Drum Cussac has issued this latest warning for people living or traveling to China. This information is available to GeoBlue plan members from the GeoBlue website daily…
Elevated Public Health Concerns as Guangdong Records Surge in Dengue Fever Cases
Category: Health and Medical
Severity: 2 (Low)
Source: Drum Cussac
09/30/2014 (China) – Local health officials reported on Monday, 29 September, that Guangdong province recorded a total of 1,152 new dengue fever cases on Sunday. China’s official Xinhua News Agency said the outbreak continues to spread with the cumulative number of cases now at 11,867. Health officials also reported that one death was documented in Guangdong, raising the death toll to four.
This year’s dengue outbreak in Guangdong is the most severe in the past 20 years, according to Xinhua. The province usually sees fewer than 1,000 cases a year. The previous highest number of cases was in 1995, with about 7,000 infections. The national disease control and prevention centre says warm temperatures and high rainfall have provided a positive environment for mosquito incubation and growth. The mosquito population has reportedly increased to five times the normal level. As of 28 September, 19 out of the 21 prefecture-level cities had reported dengue fever cases. Officials have asked to citizens to reduce standing water to make the environment less favourable to mosquitoes. Pest control workers are spraying insecticide to help control the spread of dengue fever.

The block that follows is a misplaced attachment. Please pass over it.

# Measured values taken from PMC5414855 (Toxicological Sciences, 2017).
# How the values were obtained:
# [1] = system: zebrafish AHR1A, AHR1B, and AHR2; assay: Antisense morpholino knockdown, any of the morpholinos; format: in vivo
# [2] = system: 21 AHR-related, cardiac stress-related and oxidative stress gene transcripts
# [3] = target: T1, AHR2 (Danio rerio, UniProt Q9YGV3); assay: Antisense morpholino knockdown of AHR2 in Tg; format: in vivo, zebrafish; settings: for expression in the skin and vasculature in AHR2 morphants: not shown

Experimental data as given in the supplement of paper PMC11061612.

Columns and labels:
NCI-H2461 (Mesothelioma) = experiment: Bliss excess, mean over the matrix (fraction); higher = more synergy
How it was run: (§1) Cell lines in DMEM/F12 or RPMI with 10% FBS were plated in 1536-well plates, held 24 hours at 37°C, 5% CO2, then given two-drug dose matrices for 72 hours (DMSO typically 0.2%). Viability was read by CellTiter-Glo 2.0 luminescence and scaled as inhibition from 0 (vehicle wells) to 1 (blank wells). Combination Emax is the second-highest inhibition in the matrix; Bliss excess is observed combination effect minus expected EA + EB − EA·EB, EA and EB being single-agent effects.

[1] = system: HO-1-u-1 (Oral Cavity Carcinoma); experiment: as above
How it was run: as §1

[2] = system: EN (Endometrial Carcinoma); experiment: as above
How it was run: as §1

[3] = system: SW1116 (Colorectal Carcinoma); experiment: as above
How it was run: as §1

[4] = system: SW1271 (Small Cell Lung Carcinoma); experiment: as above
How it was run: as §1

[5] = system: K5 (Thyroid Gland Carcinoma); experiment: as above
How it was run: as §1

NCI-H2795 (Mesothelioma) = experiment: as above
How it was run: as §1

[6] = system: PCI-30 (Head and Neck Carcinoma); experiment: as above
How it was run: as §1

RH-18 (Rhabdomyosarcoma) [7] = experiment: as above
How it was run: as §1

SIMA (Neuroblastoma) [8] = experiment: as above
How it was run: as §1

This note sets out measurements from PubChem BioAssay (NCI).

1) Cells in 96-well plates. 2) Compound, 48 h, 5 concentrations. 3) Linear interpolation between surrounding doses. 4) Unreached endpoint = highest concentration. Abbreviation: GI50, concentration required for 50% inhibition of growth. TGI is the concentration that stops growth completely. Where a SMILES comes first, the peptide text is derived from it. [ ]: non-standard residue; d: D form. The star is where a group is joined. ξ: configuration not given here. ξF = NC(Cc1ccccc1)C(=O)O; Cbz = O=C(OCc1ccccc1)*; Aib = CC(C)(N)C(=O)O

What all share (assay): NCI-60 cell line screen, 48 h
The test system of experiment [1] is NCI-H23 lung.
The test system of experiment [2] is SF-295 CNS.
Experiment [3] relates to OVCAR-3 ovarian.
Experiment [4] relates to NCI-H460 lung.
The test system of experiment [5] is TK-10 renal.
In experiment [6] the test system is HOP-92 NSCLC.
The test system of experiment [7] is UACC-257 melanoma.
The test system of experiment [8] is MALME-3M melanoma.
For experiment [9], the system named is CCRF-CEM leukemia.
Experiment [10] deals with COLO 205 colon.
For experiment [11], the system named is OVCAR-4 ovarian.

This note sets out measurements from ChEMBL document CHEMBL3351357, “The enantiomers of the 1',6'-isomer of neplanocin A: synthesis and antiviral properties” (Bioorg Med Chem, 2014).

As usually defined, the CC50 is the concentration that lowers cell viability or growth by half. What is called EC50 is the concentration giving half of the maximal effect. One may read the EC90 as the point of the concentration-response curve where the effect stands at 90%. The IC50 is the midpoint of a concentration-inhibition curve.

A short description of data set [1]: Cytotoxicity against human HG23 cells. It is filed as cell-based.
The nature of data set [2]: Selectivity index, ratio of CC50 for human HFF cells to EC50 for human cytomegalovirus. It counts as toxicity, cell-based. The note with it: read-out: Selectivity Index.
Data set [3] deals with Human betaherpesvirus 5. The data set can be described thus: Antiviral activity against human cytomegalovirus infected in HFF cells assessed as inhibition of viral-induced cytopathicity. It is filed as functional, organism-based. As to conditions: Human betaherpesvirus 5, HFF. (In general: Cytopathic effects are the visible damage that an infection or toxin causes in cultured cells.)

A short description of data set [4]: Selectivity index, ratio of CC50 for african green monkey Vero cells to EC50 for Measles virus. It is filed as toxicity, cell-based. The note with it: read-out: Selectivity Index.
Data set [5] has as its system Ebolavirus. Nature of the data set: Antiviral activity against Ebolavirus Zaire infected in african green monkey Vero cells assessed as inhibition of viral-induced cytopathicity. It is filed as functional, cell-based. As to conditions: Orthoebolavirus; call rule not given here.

Symptoms of dengue fever include flu-like conditions such as high fever, headaches, and severe muscle and joint pain. As there is no vaccine for the disease, prevention is the best method to minimise the risk of contraction. The risk of being bitten is the highest during the early morning, several hours after daybreak and in the late afternoon before sunset.
Personnel can prevent mosquito bites by wearing loose, long-sleeved clothing and trousers to cover the skin. Application of an insect repellent with DEET is recommended. Make sure the work environment and accommodation is as mosquito-free as possible. This may include such measures as eliminating pools of stagnant water which are optimal mosquito breeding environments. Personnel are also advised to search in dark, cool places indoors such as in closets, under beds and behind curtains where mosquitoes may be most likely present.
Monitor these developments closely for any information that affect travel, personal safety and operations. The surge in new dengue fever patients may put a strain on public health care facilities. Those in-country or planning to travel to Guangdong are advised to secure the services of private medical institutions.
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